In 2006, the company Feinwerktechnik hago GmbH took the plunge and invested in a 1250-ton transfer press from Müller Weingarten. Schuler acquired this press manufacturer a year later and has been delivering many further systems to hago since then. In March 2019, to all this hardware, the software “DigiSim” has been added which can be used to simulate and optimize the flow of parts in the machine. This not only increases the production rate, but also the availability and service life of the presses and dies.
“We have been a supplier to the automotive industry for more than 50 years now,” explains Dierk Knoblauch, who has been working at hago for more than three decades. When he started, the largest forming system had a press force of just 160 tons. Today, the authorized signatory heads the Equipment Manufacturing department, which includes die making – “from order receipt right through to series production”, as he himself says. The dies are used to produce complex structural parts for renowned automotive manufacturers and their suppliers: “It’s a pity, actually, that you seldom get to see them in the vehicles,” Knoblauch laments.
Based on his twelve years of experience at hago, employee Patrice Domigall knows that computers are useful not only for die design, but also for simulating the flow of parts: “Once, we only noticed at the start of production that a guide pillar on a gripper was getting in the way.” Fortunately no collision occurred, but the stroke rate plummeted when the movement path was reprogrammed. The result: “We had high rework costs, and were no longer able to profitably produce the part.”
Press used to be tied up for half a day
The DigiSim software from Schuler would have recognized the so-called interfering contour immediately, knows the die designer: “Added to that, it noticeably speeds up the commissioning of new dies.” Previously, a press used to be tied up for at least half a day when programming the movement paths: “These days, its takes the machine operator about an hour of work after he receives the data sheet from us and has entered the values.” His task now is simply to execute all the movements once and check for possible collisions: “We have improved significantly in this area.”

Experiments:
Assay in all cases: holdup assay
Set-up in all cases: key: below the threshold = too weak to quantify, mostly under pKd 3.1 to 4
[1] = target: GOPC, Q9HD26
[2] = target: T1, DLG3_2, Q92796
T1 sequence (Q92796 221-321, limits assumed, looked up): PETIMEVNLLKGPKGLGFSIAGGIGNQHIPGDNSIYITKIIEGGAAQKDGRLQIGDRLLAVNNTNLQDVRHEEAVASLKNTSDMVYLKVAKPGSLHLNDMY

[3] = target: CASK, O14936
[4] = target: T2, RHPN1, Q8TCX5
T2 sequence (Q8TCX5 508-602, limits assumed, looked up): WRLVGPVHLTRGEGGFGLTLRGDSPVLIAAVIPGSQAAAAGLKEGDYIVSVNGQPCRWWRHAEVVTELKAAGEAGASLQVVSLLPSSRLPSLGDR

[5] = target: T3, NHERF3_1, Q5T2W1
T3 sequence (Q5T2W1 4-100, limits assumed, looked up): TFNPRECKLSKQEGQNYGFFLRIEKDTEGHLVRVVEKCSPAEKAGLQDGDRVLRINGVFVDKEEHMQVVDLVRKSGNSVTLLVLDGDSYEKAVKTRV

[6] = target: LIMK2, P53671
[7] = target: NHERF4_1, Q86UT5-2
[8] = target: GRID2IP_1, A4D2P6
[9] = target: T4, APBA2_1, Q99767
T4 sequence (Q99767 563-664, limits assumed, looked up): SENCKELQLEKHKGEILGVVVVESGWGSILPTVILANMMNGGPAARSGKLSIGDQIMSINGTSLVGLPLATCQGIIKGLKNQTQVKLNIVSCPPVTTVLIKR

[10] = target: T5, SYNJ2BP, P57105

His design colleague Matthias Vonderach, who like Patrice Domigall also underwent his training as a technical draftsman at hago and has now been there for over 20 years, still remembers well the time before DigiSim: “When the die space was not illuminated all that well, six people used to have to stand around the press and observe during commissioning.” As soon as the gripper and die got dangerously close to one another, one of them had to raise their hand: “Otherwise it would have gotten very expensive.”
The simulation with DigiSim already takes into consideration the safety distances: “The machine operator only needs to fine-tune things. Theoretically, he could also press the start button right away.” This applies also to the 630-ton servo press that hago operates at its Iuka location in Mississippi in the US, says Matthias Vonderach: “We simply send over the data sheet.”
The last two strokes are a decisive factor
The department manager Dierk Knoblauch would like to also use DigiSim more often in future when preparing quotes: “The last two strokes compared to our competitors is a decisive factor as to whether or not we win an order.” But it is also possible sometimes to make a miscalculation when preparing a quote – with serious consequences: “Anyone who sells twelve strokes per minute and actually can’t manage more than ten has to live with the consequences.”